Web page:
Math 501: Differential Geometry
April 14, 2013
1 do Carmo pg 237 problem 1
With F = 0, the Christoffel symbols simplify to
From here, one would use the equation
and expand/simplify appropriately to get the desired answer. However, I was not able to find the correct sequence of
expansions/simplifications of the equation resulting from the combination of the above equations.
2 do Carmo pg 237 problem 2
For E = G = λ(u,v) and F = 0 we can use the previous problem to find K to
Thus since Δlog λ = v + u then we have that
Now let λ = (u2 + v2 + c)-2. To make the following computation easier to follow, we’ll define γ = u2 + v2 + c, i.e.
λ = γ-2. We have the following value of K With our definition of γ, γu = 4u, γv = 4v, and γuu = γvv = 4. Continuing the equation above we obtain
Let S be a surface with geodesic coordinates X so that E = 1 and
F = 0.
(a) Christoffel Symbols
Since E = 1 then Eu = Ev = 0 and thus with F = 0 most of the Christoffel
symbols are zero. Making use of the equations in (2) on pg 232 of do Carmo, we have
as well as
(b) Gaussian Curvature
From the equations of the previous part of the problem, due to most of the
Christoffel Symbols being zero, we have this small equation for the Gaussian curvature.
(c) g for
Let g = . Then G = g2, Gu = 2ggu and Guu = 2gu2 + 2gguu, so
substituting these equations into the result of the previous part of the problem gets us
Let W(s) = a(s)Xθ + b(s)Xϕ. With
we have u′ = -sin. Thus by equation (1) on page 239 of do Carmo, we have the following since all Christoffel
Symbols are zero except for Γ111
Solving the ODEs of we find that
How much does the parallel transport of a vector rotate after one loop?
With the definition of α above we get
Let N be the normal map on the sphere N(p) = p. Than at some p in the trace of α we have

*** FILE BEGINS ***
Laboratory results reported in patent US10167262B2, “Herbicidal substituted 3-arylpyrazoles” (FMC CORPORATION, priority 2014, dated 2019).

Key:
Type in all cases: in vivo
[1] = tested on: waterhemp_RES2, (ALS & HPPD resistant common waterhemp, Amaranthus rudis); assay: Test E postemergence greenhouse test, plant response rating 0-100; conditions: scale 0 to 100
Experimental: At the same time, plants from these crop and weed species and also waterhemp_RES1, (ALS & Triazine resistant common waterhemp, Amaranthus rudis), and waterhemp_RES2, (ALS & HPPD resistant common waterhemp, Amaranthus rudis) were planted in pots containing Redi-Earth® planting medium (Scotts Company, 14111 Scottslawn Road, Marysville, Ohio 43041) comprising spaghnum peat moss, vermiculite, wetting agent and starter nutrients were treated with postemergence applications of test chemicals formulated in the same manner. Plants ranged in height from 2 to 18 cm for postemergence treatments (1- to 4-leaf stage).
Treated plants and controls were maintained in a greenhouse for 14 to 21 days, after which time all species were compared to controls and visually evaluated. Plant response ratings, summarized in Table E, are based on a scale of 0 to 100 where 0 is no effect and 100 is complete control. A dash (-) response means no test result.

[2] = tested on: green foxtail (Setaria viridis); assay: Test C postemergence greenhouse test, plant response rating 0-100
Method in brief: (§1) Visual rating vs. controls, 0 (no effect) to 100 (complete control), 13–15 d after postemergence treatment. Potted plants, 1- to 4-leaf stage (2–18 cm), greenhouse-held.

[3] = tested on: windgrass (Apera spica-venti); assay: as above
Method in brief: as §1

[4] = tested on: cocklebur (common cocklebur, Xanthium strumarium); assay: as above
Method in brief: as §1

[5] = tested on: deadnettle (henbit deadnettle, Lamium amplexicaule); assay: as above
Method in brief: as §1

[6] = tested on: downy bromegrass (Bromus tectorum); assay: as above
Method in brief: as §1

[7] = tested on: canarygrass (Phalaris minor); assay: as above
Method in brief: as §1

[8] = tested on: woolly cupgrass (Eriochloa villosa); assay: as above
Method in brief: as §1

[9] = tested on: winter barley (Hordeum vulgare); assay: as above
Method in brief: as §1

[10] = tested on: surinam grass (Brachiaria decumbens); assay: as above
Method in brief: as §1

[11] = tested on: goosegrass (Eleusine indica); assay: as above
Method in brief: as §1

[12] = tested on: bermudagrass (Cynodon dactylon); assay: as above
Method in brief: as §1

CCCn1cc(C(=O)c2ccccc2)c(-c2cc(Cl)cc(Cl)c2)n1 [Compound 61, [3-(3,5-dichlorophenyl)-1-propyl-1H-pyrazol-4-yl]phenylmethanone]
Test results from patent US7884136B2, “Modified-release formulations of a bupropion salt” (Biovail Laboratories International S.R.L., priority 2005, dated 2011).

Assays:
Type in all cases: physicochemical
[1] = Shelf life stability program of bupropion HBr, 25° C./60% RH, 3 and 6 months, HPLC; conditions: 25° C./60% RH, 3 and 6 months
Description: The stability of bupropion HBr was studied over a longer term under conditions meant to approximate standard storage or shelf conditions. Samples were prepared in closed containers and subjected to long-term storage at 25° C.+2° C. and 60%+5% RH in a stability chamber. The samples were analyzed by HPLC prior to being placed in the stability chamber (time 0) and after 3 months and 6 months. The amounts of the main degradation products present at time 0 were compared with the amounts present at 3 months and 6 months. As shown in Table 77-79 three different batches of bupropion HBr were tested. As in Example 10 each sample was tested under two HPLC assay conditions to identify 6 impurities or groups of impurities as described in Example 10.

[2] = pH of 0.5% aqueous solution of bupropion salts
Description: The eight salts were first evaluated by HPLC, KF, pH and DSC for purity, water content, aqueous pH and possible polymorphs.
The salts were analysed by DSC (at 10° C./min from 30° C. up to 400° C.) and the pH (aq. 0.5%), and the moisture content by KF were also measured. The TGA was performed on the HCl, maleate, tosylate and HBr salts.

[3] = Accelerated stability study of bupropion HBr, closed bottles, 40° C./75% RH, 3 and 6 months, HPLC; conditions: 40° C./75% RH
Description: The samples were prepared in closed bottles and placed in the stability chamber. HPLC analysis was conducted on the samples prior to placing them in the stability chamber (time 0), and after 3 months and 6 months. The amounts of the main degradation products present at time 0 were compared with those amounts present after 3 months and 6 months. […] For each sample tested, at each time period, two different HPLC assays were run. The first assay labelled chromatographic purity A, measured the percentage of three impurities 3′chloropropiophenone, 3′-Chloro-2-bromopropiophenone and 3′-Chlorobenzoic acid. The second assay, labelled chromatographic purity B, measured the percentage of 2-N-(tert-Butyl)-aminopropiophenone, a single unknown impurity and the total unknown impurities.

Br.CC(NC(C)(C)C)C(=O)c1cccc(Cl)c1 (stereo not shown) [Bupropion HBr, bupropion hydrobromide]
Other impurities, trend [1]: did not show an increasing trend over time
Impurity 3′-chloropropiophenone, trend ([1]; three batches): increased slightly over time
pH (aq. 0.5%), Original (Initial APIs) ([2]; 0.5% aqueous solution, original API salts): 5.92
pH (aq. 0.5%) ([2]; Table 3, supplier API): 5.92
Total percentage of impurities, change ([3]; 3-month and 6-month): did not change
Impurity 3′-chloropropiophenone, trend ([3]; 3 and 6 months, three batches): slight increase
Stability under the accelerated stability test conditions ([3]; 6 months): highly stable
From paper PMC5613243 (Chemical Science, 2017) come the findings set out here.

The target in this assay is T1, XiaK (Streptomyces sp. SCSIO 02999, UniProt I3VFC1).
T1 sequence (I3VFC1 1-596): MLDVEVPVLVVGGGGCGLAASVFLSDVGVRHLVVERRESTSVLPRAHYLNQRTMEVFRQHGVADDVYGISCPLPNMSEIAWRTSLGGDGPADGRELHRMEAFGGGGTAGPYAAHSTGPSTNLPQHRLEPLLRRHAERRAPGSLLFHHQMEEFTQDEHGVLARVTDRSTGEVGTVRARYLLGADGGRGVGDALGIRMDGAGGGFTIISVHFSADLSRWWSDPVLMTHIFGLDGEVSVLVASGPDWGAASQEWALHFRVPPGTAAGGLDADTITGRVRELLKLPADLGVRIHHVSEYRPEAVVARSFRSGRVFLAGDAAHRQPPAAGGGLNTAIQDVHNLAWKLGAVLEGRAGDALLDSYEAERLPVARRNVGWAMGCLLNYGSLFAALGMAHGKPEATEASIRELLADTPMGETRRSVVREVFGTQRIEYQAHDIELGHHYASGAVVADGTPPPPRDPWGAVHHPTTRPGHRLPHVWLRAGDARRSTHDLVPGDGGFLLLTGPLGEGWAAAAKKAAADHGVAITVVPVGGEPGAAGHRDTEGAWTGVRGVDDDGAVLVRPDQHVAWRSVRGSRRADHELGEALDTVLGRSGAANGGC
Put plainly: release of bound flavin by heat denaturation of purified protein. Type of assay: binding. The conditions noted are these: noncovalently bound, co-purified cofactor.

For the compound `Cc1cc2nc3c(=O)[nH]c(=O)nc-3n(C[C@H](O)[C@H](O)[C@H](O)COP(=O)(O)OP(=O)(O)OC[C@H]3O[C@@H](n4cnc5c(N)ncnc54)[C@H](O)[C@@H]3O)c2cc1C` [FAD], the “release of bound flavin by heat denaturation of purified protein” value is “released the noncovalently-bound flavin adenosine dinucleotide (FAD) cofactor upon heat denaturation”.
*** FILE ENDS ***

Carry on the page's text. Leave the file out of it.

(a) Non-length-minimizing positive curvature geodesic
The sketch in Figure 1 has a geodesic between p and q that is not
length minimizing. The curve that travels “the long way” along the great circle containing p and q will be a
geodesic, but not length-minimizing. The geodesic traveling “the short way” will be length-minimizing though.
Figure 1: Sketch of positive curvature surface with a geodesic between p and q which is not length-minimizing.
(b) Non-length-minimizing zero curvature geodesic
The sketch in Figure 2 has a geodesic between p and q that is
not length minimizing. Again going the long way, but this time along a horizontal circle of this cylinder.
Figure 2: Sketch of zero curvature surface with a geodesic between p and q which is not length-minimizing.
(c) Non-length-minimizing negative curvature geodesic
The sketch in Figure 3 has a geodesic between p and q that is not
length minimizing. Again going the long way, but this time around the “waist” of this surface of revolution.
Figure 3: Sketch of negative curvature surface with a geodesic between p and q which is not length-minimizing.
(e) A surface where any two points can be joined by a geodesic, but the geodesic is only defined for a
finite amount of time.
The sketch in Figure 4 has a geodesic between every two points, namely the
straight line between them. However, since geodesics need to have constant velocity, then only finite time geodesics could
Figure 4: Sketch of surface with only finite time geodesics.